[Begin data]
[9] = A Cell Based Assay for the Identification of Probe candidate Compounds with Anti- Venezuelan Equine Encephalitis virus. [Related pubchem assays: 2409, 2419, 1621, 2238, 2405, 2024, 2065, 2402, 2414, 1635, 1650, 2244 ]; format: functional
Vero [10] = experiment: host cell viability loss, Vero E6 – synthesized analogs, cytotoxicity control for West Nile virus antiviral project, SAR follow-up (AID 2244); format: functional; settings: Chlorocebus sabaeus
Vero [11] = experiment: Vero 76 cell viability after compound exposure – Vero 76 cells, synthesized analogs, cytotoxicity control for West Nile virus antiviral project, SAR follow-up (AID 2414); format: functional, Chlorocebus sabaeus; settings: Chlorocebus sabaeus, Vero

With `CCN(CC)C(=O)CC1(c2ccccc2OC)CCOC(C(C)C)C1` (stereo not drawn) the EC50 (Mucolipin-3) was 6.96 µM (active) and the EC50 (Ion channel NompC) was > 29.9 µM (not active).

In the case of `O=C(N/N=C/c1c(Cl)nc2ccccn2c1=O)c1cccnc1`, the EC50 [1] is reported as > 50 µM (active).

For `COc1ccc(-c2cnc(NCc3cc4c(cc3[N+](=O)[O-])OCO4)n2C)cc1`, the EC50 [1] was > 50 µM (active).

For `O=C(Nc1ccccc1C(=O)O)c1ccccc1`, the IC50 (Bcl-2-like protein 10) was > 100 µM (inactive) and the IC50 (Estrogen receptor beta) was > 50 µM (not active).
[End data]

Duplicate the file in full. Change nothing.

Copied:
[9] = A Cell Based Assay for the Identification of Probe candidate Compounds with Anti- Venezuelan Equine Encephalitis virus. [Related pubchem assays: 2409, 2419, 1621, 2238, 2405, 2024, 2065, 2402, 2414, 1635, 1650, 2244 ]; format: functional
Vero [10] = experiment: host cell viability loss, Vero E6 – synthesized analogs, cytotoxicity control for West Nile virus antiviral project, SAR follow-up (AID 2244); format: functional; settings: Chlorocebus sabaeus
Vero [11] = experiment: Vero 76 cell viability after compound exposure – Vero 76 cells, synthesized analogs, cytotoxicity control for West Nile virus antiviral project, SAR follow-up (AID 2414); format: functional, Chlorocebus sabaeus; settings: Chlorocebus sabaeus, Vero

With `CCN(CC)C(=O)CC1(c2ccccc2OC)CCOC(C(C)C)C1` (stereo not drawn) the EC50 (Mucolipin-3) was 6.96 µM (active) and the EC50 (Ion channel NompC) was > 29.9 µM (not active).

In the case of `O=C(N/N=C/c1c(Cl)nc2ccccn2c1=O)c1cccnc1`, the EC50 [1] is reported as > 50 µM (active).

For `COc1ccc(-c2cnc(NCc3cc4c(cc3[N+](=O)[O-])OCO4)n2C)cc1`, the EC50 [1] was > 50 µM (active).

For `O=C(Nc1ccccc1C(=O)O)c1ccccc1`, the IC50 (Bcl-2-like protein 10) was > 100 µM (inactive) and the IC50 (Estrogen receptor beta) was > 50 µM (not active).